Private consumption and breakdown of disposable income growth
In the context of a maturing business cycle, growth in business investment is still expected to continue, despite a more uncertain environment. Business investment will be underpinned by domestic demand developments, capacity constraints and profitability in line with historical patterns (see Chart C), albeit exhibiting a slowing pace as the business cycle matures and profit and demand conditions weaken. Financial conditions remain accommodative, but are expected to gradually become less supportive of investment. In addition, improving balance sheets and easing liquidity needs for euro area firms will also support business investment. As for the housing market, short-term indicators at the turn of the year – such as subdued Purchasing Managers’ Index levels and construction production – reflect rising labour shortages in some countries and point to a near-term deceleration in housing investment growth. Nevertheless, the medium-term upturn in housing investment should continue from below pre-crisis levels in many of the larger euro area countries, supported by house price developments.
Growth in machinery and equipment investment and profits
There are also signs that growth is increasingly supported by structural factors as well as cyclical ones, despite some vulnerabilities. The reduction in macroeconomic imbalances, notably in former programme countries, and structural reforms have strengthened the euro area’s resilience and the effectiveness of monetary policy. This should also reduce adverse repercussions of idiosyncratic shocks in euro area countries. At the same time, potential vulnerabilities stem from, among other things, still high public and private debt levels, non-performing loans on banks’ balance sheets, below pre-crisis household savings and remaining structural rigidities in some countries.
The resilience of the domestic demand components could be particularly challenged by increasing global uncertainty related inter alia to an escalation in trade tensions. As for private consumption, data suggest that labour income growth can be expected to continue to support household spending, despite possible adverse impacts from global trade uncertainty. This is evidenced by survey data on employment expectations, which remain at high levels overall, although prospects in sectors more exposed to trade (e.g. manufacturing) have declined somewhat (see Chart D).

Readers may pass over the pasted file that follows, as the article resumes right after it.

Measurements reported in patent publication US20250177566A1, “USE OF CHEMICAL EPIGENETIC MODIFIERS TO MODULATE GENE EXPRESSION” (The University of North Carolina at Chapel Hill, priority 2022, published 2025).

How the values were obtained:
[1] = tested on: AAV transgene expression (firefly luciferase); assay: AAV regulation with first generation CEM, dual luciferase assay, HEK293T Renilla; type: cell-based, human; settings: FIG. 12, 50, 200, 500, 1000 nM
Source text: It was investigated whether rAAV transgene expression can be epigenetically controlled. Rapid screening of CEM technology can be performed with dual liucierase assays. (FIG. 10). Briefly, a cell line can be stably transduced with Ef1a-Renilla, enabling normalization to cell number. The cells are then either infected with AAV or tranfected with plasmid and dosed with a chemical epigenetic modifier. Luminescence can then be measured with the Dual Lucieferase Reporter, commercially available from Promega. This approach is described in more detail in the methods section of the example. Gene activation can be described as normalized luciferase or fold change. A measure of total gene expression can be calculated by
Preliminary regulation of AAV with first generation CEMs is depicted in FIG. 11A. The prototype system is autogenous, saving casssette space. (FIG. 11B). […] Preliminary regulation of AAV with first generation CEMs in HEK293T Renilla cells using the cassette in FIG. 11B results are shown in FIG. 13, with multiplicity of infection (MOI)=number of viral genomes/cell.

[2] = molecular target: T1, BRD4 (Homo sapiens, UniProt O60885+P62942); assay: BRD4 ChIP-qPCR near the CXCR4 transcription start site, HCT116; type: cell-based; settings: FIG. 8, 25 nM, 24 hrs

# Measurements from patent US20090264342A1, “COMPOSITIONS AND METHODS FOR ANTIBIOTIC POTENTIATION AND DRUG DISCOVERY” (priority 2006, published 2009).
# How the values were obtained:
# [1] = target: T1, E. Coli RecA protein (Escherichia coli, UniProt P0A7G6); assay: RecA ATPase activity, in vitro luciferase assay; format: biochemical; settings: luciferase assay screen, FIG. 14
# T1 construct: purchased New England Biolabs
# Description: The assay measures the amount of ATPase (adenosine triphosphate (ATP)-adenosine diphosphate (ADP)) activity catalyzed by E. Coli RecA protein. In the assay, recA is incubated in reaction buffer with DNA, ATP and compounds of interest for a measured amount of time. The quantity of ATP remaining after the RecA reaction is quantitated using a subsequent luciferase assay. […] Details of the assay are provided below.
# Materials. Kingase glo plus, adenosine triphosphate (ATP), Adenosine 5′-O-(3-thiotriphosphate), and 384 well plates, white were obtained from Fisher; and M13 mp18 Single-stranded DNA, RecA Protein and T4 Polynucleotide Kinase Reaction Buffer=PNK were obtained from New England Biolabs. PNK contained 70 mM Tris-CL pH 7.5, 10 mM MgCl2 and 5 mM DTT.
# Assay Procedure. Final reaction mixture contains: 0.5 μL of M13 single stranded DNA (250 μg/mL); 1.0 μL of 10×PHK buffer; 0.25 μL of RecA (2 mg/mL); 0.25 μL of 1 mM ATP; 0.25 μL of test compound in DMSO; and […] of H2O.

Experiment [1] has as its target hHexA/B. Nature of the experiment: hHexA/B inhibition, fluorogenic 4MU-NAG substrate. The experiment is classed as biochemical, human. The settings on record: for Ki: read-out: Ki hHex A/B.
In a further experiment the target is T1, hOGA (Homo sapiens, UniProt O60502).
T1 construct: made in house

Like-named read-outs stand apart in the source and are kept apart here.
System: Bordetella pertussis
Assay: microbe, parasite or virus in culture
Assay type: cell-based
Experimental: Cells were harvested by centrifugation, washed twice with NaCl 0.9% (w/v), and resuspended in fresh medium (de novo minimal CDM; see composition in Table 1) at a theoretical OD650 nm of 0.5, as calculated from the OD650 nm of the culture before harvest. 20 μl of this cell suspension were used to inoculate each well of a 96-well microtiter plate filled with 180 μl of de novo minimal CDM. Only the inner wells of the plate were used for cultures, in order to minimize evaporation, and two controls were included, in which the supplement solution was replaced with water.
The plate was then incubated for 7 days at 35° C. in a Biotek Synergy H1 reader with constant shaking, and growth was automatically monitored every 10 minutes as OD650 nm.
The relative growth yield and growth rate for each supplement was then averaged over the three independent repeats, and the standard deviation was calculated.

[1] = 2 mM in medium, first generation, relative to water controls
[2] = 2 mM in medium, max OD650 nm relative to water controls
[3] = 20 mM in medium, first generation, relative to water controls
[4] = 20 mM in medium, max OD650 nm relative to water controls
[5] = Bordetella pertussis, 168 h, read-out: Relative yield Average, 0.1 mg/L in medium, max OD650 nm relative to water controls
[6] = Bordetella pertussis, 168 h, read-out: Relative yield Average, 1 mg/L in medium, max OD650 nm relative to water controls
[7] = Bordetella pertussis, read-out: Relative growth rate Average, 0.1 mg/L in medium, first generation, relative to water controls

The adverse impact of heightened global uncertainty could potentially be greater for business investment than for private consumption, according to survey data and model evidence. While uncertainty is difficult to measure, heightened uncertainty has a well-documented adverse impact on business investment decisions. As evidence of this impact, country surveys suggest that increasing global uncertainty is causing some delay in investment decisions. In order to assess the impact, two simulations were run using the ECB’s multi-country forecast model. In both simulations, the residuals of the investment equations for the largest euro area countries in the model were shocked to replicate an increase in the VIX volatility index (see Chart E), exploiting historical correlations between the VIX and the residuals. In the first scenario, the VIX was increased by one standard deviation of the index in the fourth quarter of 2018, with subsequent values of the VIX in line with its historical persistence pattern. This shock leads to lower investment, with an adverse impact that peaks in the second half of 2019 (see Chart F). In a second scenario, the initial increase in the VIX matches the quarter-on-quarter increase in the VIX observed at the height of the European sovereign debt crisis, with the subsequent values of the VIX also following historical patterns. The simulation yields a larger adverse impact on investment (see Chart F). In both scenarios, almost half of the peak loss in the investment level is recovered after 2.5 years as uncertainty subsides.